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Governments

The Campaign to Enroll America

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Coalition led by former White House official uses campaign-style tactics to reach uninsured Americans.

About 30 million uninsured Americans will soon be able to sign up for health insurance benefits, courtesy of the Affordable Care Act. Problem is, 78 percent of them aren’t aware that they qualify for the subsidized coverage.

A new nonprofit called Enroll America wants to change that. Led by an Obama campaign veteran, the group aims to get the word out about the expansion of coverage under the healthcare reform using micro-targeting and other tactics more normally found on the campaign trail or in the private sector.

A coalition of healthcare advocates, funded primarily by the healthcare industry and other philanthropies, started Enroll America in 2011. It intends to inform uninsured people across the country that they can start securing affordable health insurance this fall. The group has a big task ahead and not much time to achieve it – in October, uninsured people will be able to enroll in their state’s healthcare marketplace and start researching insurance options.

“If there ever was something that takes a village, it’s this,” Anne Filipic, president of Enroll America, told HealthBiz Decoded.

“There are millions of Americans who have no idea that these opportunities are coming their way,” said Filipic, who left the White House in January to run the organization. “Everyone has a role in that—the government, insurers, community-based organizations—and our hope is to be one voice that’s leading a major effort in that regard.”

Enroll America is partnering with existing organizations, businesses, community and religious groups, healthcare providers, and insurers in each state to reach out to eligible parties. Taking a page from the campaign playbook, the group will go grassroots. In addition to using paid advertising on TV and radio, it will try to target its message and methods at specific audiences, using trusted partners from various local communities.

Data and analytics also will play a big role in finding uninsured people to target with Enroll America’s message, said Filipic, who held various positions in the 2008 Obama campaign.

She most recently served as deputy director of the White House Office of Public Engagement, having previously helped to win passage of healthcare reform while a senior official at the Department of Health and Human Services.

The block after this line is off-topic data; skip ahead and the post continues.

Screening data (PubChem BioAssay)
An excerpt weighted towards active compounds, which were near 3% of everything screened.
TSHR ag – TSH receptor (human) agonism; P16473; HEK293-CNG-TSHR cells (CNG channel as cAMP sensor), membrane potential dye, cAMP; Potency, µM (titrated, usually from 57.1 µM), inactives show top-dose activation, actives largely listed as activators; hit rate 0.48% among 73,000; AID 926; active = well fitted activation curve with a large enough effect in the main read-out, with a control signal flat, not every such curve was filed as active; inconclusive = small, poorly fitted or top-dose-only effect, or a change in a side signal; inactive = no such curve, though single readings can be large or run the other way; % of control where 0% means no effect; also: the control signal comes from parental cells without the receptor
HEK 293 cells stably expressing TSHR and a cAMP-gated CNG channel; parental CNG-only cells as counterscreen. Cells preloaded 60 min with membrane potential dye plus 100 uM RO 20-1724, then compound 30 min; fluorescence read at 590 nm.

Other tactics the healthcare campaign might use include social media or going door to door. Local and national celebrities, as well as other powerful voices, are also being enlisted to reach out to the uninsured and motivate them to enroll.

For example, young men comprise a large percentage of the uninsured population. Who is an effective messenger for them – their mother, it turns out, notes Filipic. So Enroll America will find ways to enlist mothers’ help in spreading the word.

Part of the difficulty with publicity stems from confusion about the new health insurance benefits, the vast scope of the new law, and the fact that much of the infrastructure for obtaining insurance is still under construction. States are currently putting together their healthcare marketplaces—or adopting the federally run marketplace—but it’s all a work in progress.

In 2014, most individuals in the U.S. will be required under the new law to carry health insurance or face penalties. To provide more affordable insurance options, states are signing up for the federal healthcare marketplaces or creating their own. Through these marketplaces, people will be able to research—in plain language, it is hoped—what is covered, premiums, claims payment policies, enrollee and participant rights, tax credit eligibility and more. They also will be able to research the various plans online, call in for help and view ratings of plans based on quality and price. The insurance and subsidies will kick in Jan. 1, 2014.

In conjunction with the work of Enroll America, HHS is doing its own outreach regarding new health insurance benefits. The department is building on past experience with outreach done when the government launched other large-scale programs like Medicare Part D drug coverage and the Children’s Health Insurance Program, said Julie Bataille, director of communications for the federal Centers for Medicare and Medicaid Services.

“We are moving forward aggressively to build the new health insurance marketplace,” Bataille told HealthBiz Decoded. “We are coordinating with federal agencies, states, and external partners to educate consumers and motivate them to enroll beginning Oct. 1, 2013.”

When it comes to informing people about the need—and opportunity—to sign up for health insurance, it will require an all-hands-on-deck approach. Whether it’s the government or trusted partners in each community, the multi-pronged effort will involve explaining options and resources for the uninsured now eligible for insurance, often for the first time.

“This is something that has the potential to impact millions of Americans’ lives in a real life-altering sort of way,” adds Filipic. “We’re mounting a campaign to reach out to these communities of people with a coalition-based effort, building upon the strengths of those entities and organizations already on the ground.”

 

Photo courtesy of Progress Ohio via Flickr